Whatever fantasies anyone might indulge about ‘he’ acting as a gender-neutral pronoun, surely nobody could be as idiotic as to think that this is a comparable phrase. Was Jane Austen (almost the sole woman named in the column) a “great man”? Or are women simply incapable of achieving enough to qualify for this high praise? To answer Gelernter’s question, what happens to a nation when phrases such as “great men” fall out of favour, is that greatness is no longer narrowed down to a purely male attribute. Which terrifies men like him.

Comments From You

Laura Woodhouse // Posted 27 February 2008 at 12:25 am

neutral “he”?!?!?! Someone needs to take off their patriarchy shades…

Redheadinred // Posted 27 February 2008 at 12:53 am

The assertion that ‘He’ is neuteral is indicative of a society which believes that male is the default and female is somehow a derivative.

Which is actually the opposite of the truth, since all babies start female. This never fails to strike me as ironic.

Danielle // Posted 27 February 2008 at 2:02 am

“In this case, Gelernter sets out how feminists have ruined modern English for sexists such as himself, with our ‘he or she’ and our ‘chairperson’.”

Well you can’t argue can you, clearly ‘he and she’ and ‘chairperson’ are the sole reason for the decline of the English language, it has nothing to do with the (male-dominated) hip hop and rap scenes, or chavs, with their street lingo. It has nothing to do with the fact that language naturally changes over time.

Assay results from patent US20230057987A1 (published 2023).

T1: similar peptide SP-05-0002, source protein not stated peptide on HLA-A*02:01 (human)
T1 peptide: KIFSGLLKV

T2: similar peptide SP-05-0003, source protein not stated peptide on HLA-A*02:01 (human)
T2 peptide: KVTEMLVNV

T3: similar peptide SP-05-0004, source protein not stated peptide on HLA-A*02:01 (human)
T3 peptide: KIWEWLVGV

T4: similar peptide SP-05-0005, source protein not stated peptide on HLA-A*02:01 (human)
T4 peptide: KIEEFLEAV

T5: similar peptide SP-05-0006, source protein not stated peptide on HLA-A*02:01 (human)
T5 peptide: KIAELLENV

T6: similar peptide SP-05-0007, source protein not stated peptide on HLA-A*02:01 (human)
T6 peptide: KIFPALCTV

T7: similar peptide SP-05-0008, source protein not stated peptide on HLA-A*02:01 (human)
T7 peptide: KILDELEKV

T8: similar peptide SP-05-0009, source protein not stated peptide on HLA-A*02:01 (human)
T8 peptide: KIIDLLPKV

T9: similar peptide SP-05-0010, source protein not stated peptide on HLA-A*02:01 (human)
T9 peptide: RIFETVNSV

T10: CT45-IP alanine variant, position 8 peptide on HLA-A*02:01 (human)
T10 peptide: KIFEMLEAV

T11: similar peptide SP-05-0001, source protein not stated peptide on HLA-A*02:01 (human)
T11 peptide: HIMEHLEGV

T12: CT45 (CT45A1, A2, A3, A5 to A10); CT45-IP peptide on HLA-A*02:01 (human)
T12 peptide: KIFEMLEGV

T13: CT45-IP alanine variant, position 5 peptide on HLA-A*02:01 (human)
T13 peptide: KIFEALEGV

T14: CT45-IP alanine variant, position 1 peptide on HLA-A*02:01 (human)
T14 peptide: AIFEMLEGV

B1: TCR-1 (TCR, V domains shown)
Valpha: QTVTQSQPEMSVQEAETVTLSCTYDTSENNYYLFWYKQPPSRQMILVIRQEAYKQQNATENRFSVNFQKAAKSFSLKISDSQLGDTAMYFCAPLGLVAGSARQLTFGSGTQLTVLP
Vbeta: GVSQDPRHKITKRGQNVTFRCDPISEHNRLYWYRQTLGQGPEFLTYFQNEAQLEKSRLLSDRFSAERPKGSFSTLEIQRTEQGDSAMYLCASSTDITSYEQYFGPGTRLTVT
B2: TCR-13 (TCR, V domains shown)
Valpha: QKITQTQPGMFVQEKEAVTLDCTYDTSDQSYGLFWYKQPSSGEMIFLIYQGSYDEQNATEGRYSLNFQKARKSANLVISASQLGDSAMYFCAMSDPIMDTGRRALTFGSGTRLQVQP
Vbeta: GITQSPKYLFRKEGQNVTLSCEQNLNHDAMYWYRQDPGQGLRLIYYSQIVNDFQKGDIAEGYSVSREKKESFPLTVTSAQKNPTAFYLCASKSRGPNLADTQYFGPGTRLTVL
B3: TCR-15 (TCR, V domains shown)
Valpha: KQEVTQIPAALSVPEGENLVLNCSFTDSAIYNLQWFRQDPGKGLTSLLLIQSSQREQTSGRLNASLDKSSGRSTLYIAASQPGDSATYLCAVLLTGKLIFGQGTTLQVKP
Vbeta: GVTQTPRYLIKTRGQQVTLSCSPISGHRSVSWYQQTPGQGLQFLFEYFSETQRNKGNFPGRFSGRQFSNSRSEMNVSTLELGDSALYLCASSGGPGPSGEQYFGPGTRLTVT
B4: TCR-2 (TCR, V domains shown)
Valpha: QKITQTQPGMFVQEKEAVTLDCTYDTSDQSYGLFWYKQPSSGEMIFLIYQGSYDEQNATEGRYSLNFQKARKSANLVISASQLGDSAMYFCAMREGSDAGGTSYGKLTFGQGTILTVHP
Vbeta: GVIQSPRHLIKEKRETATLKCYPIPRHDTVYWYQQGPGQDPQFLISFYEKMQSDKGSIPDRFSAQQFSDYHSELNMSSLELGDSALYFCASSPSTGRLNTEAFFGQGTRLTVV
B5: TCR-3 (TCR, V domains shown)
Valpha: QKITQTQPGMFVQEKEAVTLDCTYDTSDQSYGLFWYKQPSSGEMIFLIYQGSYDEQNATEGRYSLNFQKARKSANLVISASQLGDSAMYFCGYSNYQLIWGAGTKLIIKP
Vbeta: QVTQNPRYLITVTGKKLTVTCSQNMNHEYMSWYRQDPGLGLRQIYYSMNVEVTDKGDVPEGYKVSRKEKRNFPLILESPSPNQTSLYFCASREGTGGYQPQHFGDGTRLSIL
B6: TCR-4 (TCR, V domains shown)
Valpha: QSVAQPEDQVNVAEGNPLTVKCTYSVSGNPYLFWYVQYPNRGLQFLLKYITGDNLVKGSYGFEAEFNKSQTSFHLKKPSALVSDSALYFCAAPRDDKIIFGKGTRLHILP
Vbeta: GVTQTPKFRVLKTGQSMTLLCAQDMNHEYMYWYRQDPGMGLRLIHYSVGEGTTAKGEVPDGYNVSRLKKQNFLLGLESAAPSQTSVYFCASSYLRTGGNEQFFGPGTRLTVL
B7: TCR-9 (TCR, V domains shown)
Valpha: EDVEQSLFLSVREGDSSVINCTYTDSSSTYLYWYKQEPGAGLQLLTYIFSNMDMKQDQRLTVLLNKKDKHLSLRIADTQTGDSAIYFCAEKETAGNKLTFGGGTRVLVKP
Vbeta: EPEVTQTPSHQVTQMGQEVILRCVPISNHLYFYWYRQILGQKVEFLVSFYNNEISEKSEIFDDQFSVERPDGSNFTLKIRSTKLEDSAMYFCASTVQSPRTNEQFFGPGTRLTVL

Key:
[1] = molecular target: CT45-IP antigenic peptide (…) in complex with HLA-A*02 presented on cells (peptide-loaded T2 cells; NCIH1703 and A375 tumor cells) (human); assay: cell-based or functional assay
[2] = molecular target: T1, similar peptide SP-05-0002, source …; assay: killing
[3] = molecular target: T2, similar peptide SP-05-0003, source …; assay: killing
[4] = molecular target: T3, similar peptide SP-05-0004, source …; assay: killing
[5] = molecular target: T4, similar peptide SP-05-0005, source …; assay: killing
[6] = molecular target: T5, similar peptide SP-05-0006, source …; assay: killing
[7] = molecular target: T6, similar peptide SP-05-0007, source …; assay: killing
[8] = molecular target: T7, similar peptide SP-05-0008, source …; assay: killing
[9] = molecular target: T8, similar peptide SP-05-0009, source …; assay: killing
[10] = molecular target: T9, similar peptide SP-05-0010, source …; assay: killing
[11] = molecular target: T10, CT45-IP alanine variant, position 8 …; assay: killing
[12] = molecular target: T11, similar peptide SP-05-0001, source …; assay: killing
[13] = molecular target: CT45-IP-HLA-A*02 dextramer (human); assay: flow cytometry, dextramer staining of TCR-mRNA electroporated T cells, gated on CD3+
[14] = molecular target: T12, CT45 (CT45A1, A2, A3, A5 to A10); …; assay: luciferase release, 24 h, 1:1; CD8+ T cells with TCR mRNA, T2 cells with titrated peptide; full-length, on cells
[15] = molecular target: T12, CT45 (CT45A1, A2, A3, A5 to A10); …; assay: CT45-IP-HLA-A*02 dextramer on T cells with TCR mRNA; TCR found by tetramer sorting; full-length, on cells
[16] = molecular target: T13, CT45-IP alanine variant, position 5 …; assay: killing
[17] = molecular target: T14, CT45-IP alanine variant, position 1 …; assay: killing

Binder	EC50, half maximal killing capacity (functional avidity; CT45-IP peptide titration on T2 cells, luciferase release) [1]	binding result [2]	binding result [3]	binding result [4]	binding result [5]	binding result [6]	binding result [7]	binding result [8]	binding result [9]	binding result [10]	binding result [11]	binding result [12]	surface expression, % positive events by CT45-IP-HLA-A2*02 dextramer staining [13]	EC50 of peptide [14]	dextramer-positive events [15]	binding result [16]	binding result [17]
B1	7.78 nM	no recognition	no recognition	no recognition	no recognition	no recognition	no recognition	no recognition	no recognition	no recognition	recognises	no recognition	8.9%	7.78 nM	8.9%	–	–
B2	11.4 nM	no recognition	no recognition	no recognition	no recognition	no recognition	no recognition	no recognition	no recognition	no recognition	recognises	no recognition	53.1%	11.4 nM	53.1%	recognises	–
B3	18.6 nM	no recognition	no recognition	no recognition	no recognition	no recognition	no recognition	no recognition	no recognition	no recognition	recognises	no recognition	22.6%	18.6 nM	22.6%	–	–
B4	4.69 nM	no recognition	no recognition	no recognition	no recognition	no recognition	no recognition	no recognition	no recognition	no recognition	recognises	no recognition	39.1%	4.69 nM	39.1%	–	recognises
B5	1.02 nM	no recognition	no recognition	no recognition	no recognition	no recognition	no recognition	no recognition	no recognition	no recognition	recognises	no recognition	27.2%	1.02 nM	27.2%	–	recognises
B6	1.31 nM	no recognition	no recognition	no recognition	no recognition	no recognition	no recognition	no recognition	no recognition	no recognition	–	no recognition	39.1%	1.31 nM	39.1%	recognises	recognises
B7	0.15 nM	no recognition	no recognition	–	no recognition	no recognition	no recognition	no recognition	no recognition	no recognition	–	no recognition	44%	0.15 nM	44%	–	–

No, it’s those pesky feminists. Those wonderful, all-purpose excuse providers. What would they do without us? More to the point, who would they blame?

Schneewittchen // Posted 27 February 2008 at 2:33 am

Hmmm…. well since crossing the Atlantic, I have come to realise how much Americans have impoverished the English language with their aversion to correct use of tenses, moods, adverbs, adjectives, articles, past participles, oh and actual meaning of words.

In the New Scientist a few weeks back, there was a tiny snippet about how use of ‘they’ to mean either gender when it is non-specific, can be seen in literature as far back as 1526.

Lauren O // Posted 27 February 2008 at 4:44 am

The assertion that ‘He’ is neuteral is indicative of a society which believes that male is the default and female is somehow a derivative.

Spot on, redheadinred.